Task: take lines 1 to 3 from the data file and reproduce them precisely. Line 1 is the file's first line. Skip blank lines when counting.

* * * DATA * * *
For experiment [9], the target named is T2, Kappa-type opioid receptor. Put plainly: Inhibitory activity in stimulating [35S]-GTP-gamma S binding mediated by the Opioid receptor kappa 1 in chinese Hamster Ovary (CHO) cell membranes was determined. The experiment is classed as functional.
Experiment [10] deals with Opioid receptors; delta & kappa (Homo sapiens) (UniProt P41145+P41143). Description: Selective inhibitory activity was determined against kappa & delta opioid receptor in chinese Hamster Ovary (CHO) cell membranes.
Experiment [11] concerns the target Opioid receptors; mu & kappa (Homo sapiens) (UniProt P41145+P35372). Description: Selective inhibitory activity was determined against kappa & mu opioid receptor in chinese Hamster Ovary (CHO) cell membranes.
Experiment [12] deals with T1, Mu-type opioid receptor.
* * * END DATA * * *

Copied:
For experiment [9], the target named is T2, Kappa-type opioid receptor. Put plainly: Inhibitory activity in stimulating [35S]-GTP-gamma S binding mediated by the Opioid receptor kappa 1 in chinese Hamster Ovary (CHO) cell membranes was determined. The experiment is classed as functional.
Experiment [10] deals with Opioid receptors; delta & kappa (Homo sapiens) (UniProt P41145+P41143). Description: Selective inhibitory activity was determined against kappa & delta opioid receptor in chinese Hamster Ovary (CHO) cell membranes.
Experiment [11] concerns the target Opioid receptors; mu & kappa (Homo sapiens) (UniProt P41145+P35372). Description: Selective inhibitory activity was determined against kappa & mu opioid receptor in chinese Hamster Ovary (CHO) cell membranes.